7 hours. 116 kilometres. 11 Presbytery Leaders.The Casey-Cardinia bus tour was a day-long introduction to presbytery’s outer south east for the Standing Committee accompanied by presbytery ministers. e boldly went were no Standing Committee had bussed before to explore a mission frontier of PPE.
Casey Council and Cardinia Shire comprise about one third of the geographic area of our presbytery, with a population the size of Tasmania, expected to grow by 50% in the next 20 years. We have six small to medium-sized churches across the region.
Boarding the bus at St Andrew’s Berwick, people were given a travel pack containing maps, data, and a quiz to complete along the way. First stop – Beaconhills College local campus, where Campus Principal Sam Watson and Chaplain Steve Terrell gave us a tour and spoke about the college’s vision, values and character. We responded by stating our hopes to strengthen ties with the College Steve then showed us his new experimental chapel space and told of the Beacons of Hope project which connects students with wider community needs..
Up the eastern perimeter of the urban fringe to Narre Warren North UC and a wander around the community garden, then across the top of Carey City to Endeavour Hills UC where the joint was jumping with the weekly Playgroup. Along the way, special guest Rev Inneke Gyles provided expert commentary on changes in the area.
A lunch stop at Uniting Place, Hampton Park, where the weekly Carers Group was meeting. We heard from Rev Ric Holland and Chairperson David Taylor about a range of community programs, including a weekly community lunch, free legal advice, a domestic violence support program, and the recent Arts and Multicultural weekend. Another community garden to visit.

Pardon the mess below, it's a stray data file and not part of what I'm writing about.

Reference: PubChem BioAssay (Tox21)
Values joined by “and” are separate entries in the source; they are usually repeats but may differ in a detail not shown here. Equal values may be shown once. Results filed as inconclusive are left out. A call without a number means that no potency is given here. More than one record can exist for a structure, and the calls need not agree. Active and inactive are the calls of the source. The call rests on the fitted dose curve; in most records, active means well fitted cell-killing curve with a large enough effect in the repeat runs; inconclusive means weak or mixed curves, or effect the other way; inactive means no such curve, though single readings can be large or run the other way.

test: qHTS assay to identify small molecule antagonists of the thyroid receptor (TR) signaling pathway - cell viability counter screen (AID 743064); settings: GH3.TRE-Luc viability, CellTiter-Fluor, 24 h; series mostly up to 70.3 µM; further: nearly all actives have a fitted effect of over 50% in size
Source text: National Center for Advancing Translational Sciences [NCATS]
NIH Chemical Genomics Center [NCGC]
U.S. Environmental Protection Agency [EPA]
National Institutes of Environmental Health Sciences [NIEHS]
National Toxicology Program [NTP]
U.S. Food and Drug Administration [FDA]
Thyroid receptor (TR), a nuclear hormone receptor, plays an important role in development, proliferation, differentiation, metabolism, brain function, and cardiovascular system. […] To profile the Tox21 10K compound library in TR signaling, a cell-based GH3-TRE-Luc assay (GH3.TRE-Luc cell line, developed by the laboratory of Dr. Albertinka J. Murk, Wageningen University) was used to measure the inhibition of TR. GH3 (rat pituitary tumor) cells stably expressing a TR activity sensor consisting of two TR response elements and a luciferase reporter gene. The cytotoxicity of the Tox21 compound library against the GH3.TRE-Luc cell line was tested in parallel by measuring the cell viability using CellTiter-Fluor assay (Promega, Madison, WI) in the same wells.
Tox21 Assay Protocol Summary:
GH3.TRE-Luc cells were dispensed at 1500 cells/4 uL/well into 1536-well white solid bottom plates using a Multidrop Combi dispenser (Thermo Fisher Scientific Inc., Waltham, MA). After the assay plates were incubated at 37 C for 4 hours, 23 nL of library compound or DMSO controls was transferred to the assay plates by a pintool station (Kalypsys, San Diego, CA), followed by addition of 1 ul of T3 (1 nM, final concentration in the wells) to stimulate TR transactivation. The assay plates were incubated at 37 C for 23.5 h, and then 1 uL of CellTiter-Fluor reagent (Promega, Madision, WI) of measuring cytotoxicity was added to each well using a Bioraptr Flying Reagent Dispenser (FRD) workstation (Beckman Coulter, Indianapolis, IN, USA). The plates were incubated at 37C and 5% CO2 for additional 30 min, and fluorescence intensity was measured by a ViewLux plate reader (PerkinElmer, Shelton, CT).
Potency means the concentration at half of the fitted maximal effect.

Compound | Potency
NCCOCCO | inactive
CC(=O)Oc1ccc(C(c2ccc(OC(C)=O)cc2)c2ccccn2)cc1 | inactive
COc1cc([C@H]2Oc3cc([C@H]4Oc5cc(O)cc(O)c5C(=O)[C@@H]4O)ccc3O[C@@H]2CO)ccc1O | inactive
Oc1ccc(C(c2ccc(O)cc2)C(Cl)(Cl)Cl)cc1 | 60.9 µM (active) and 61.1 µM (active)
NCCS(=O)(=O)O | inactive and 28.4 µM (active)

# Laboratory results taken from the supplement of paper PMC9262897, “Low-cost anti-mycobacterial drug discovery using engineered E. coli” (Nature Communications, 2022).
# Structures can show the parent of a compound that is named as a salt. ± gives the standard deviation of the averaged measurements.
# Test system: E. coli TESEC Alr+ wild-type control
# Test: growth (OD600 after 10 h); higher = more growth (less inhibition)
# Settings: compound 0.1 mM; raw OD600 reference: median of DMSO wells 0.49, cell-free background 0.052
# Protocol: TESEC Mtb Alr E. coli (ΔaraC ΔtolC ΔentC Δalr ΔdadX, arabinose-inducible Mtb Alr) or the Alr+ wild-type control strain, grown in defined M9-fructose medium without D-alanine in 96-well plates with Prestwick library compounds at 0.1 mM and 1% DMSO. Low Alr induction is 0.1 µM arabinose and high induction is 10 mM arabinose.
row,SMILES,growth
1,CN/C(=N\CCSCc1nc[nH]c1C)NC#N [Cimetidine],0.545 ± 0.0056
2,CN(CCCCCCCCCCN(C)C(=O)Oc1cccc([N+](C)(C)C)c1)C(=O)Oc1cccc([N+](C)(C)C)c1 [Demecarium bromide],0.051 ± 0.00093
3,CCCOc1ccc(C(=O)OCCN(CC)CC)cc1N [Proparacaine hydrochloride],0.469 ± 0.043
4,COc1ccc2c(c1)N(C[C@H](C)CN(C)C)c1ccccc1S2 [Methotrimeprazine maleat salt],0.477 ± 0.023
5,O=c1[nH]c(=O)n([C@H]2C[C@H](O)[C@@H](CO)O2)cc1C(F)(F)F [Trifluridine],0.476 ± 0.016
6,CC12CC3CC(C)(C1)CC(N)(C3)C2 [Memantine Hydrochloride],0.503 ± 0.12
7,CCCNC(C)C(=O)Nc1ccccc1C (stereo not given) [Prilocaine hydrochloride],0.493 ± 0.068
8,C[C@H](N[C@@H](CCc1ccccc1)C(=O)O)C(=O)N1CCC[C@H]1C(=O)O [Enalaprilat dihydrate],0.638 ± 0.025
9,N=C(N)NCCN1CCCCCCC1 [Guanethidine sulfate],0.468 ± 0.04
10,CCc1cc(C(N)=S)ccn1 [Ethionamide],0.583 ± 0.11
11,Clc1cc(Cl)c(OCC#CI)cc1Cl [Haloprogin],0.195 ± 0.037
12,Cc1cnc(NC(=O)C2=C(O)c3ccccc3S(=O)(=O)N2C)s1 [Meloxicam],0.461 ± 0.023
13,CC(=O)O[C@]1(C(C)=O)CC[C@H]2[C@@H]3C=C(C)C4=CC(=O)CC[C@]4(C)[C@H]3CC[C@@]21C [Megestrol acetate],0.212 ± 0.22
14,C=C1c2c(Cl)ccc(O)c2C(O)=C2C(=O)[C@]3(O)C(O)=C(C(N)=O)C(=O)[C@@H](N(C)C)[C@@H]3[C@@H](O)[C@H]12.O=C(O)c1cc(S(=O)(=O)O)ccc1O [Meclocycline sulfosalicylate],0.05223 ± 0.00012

The Standing Committee held its monthly meeting at Hampton Park – how refreshing it was to be considering business matters out amongst our churches.
Travelling south, we stopped briefly at Cranbourne UC, home of the Food Truck, before heading on to Cranbourne Central, where we dropped in at the Fresh Food Market to get a sense of the cultural breadth of the local community. As we saw at the College, the population is increasingly multicultural, and multifaith. What does that mean for our churches?
A key feature of the day was a drive through and past the new housing estates in the Clyde area, beginning at Eliston Estate and then heading north. These new suburbs are astonishing in number and size, with new construction in every direction. I told the story of the café being built by the Baptist Church in Smiths Lane Estate and the intended link with the new College up the road where a congregation was planned. Mat Pendle, formerly working with Berwick UC, is the new café manager.
Driving on past many more estates we made our way to Pakenham UC and saw some of the new housing downtown, before driving through Officer and Beaconsfield back to Berwick.
The bus was abuzz with conversation. The trip could have been twice as long. We have much to think about and much more to learn. Maybe this can become a model for experiential learning across the presbytery?